1. Lesson Content a. Students will learn about ziggurats b. Introduce vocabulary and background information. 2. Concept Objective a. Students will have an understanding of the ziggurats and the importance they played in the culture of Mesopotamia. 3. Skill Objectives a. Students will create a ziggurat using popsicle sticks. b. Students will develop a vocabulary related to this civilization. B. Materials 1. Popsicle sticks 2. Ziggurat maze (Appendix F) 3. Construction paper - 81/2 x 11 4. Scissors 5. Glue C. Background Notes To honor their gods (sky god, sun god, water god, storm god, etc.), the people of Mesopotamia built temples called ziggurats. Ziggurats were enormous monuments with sides that looked like stair steps. In addition to worship, most commercial activity of the city took place at the temple, including food distribution in the trading of goods (See Bibliography - What Your 1st Grader Needs To Know) D. Key Vocabulary 1. Ziggurat - A temple built in Mesopotamia. 2. Temple - A building used for religious worship. 3. Gods - Supernatural beings or spirits worshipped in religions that believe in many gods, rather than one. 4. Trade - The process of buying, selling, or exchanging goods or services. E. Procedures and Activities 1. Write vocabulary on overhead or chalkboard and review pronunciations and definitions. 2. Explain ziggurats and their history, and also show pictures from Hirsch text pg. 122. 3. Pass out construction paper (81/2 x 11) and popsicle sticks. 4. Guide students in making their own ziggurats. 5. Collect ziggurats as students complete them for their end of the unit book. 6. Do "A-Maze-ing Ziggurat" worksheet. (See Appendix F.) F. Evaluation/Assessment 1. Teacher observes the making of ziggurats. 2. Students show their ziggurat pictures and share an interesting fact they learned about the history of ziggurats. G. Standardized Test Connections 1. C.S.S. #6 - Students know that the religious and philosophical ideas have been powerful forces throughout history.Lesson Four: King Hammurabi A. Daily Objectives 1. Lesson Content
a. Students will become familiar with Hammurabi, King of Babylon, and how he created the Code of Laws. b. Introduce vocabulary and background information. 2. Concept Objective a. Students will understand the importance of the code of laws back in ancient Mesopotamia, and also for today. 3. Skill Objectives a. Students will create classroom laws and consequences. b. Students will develop a vocabulary related to this civilization.B. Materials 1. Chart paper 2. Markers and crayons 3. Measuring tape 4. Lined paper 5. Construction paper (11 x 17) 6. Scissors 7. GlueC. Background Notes King Hammurabi was king of Babylon. He created the "Code of Laws." The concept of the laws was "an eye for an eye." Hammurabi believed that the citizens of Babylon needed to be held accountable for all their actions. Hammurabi s code of laws was posted on a stele (large stone tablet) that was eight feet tall. The main message throughout the code was that the strong should not hurt the weak. The code stated the rights of the individual and was the model for many law systems in later years.D. Key Vocabulary 1. Unite - to join together 2. Reign - royal rule 3. Code - a collection of laws for a country 4. Accusation - to blame someone who broke a lawE. Procedures and Activities 1. Write vocabulary on overhead or chalkboard and review pronunciations and definitions. 2. Read Hirsch text, pg. 124 & 125 to students. 3. Share some examples of King Hammurabis laws (See Appendix E.). 4. Teacher sets up chart paper on board. 5. Students create their own classroom code of laws and consequences, as teacher writes them on chart paper. 6. Optional activity - Policeman (guest speaker) comes in to classroom to discuss importance of laws and consequences. 7. Optional activity - Make a ziggurat on construction paper (11 x 17) with cut-out worksheets to review concepts students have learned (See Appendix D.)F. Evaluation/Assessment 1. Teacher interacts with students as they create their classroom code of laws.G. Standardized Test Connections 1. C.S.S. #6 - Students know that the religious and philosophical ideas have been powerful forces throughout history.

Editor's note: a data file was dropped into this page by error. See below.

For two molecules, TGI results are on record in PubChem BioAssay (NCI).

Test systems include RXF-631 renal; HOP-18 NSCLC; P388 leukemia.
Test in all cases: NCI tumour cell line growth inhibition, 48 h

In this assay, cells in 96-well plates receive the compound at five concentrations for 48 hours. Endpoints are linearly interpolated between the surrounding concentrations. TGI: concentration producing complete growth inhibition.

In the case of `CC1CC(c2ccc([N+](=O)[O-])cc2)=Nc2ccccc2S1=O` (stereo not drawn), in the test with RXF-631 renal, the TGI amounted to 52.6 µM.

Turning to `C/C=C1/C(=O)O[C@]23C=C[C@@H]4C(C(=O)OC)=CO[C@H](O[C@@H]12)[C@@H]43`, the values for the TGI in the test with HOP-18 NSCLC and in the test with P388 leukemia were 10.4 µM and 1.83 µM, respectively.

VI. CULMINATING ACTIVITY A. Teacher hands out all of students previous work (maps and pictures of ziggurats) to make end of the unit individual books. B. Teacher also needs to make individual photocopies of the classroom code of laws to hand out to students to include in their books. C. Students will write three sentences on lined paper to include in their books, stating three different facts that they learned. D. Students create cover for books using construction paper. E. Assemble books for students and send home with them. F. To conclude unit, have a day that consists of reviewing vocabulary (on chart paper) and facts. Students could play a game such as baseball or a revised version of jeopardy to review all of this information before the test (See Appendix G.)VII. BIBLIOGRAPHY A. Hirsch, E.D. A First Dictionary of Cultural Literacy. New York: Houghton Mifflin Co., 1996. ISBN 0590-04705-1 B. Hirsch, E.D. What Your First Grader Needs To Know. New York: Doubleday, 1997. ISBN 0-385-481195 C. Pofahl, Jane. Ancient Civilizations: Mesopotamia. Minnesota: T.S. Denison and Co., 1993. ISBN 513-02188-4 D. Service, Pamela. Mesopotamia. New York: Marshall Cuvendish Co., 1999. ISBN 0- 7614-0301-9 E. Shiotsy, Vickey. Mesopotamia. California: Frank Schaffer Publications, 1997. ISBN 0- 7647-0147-9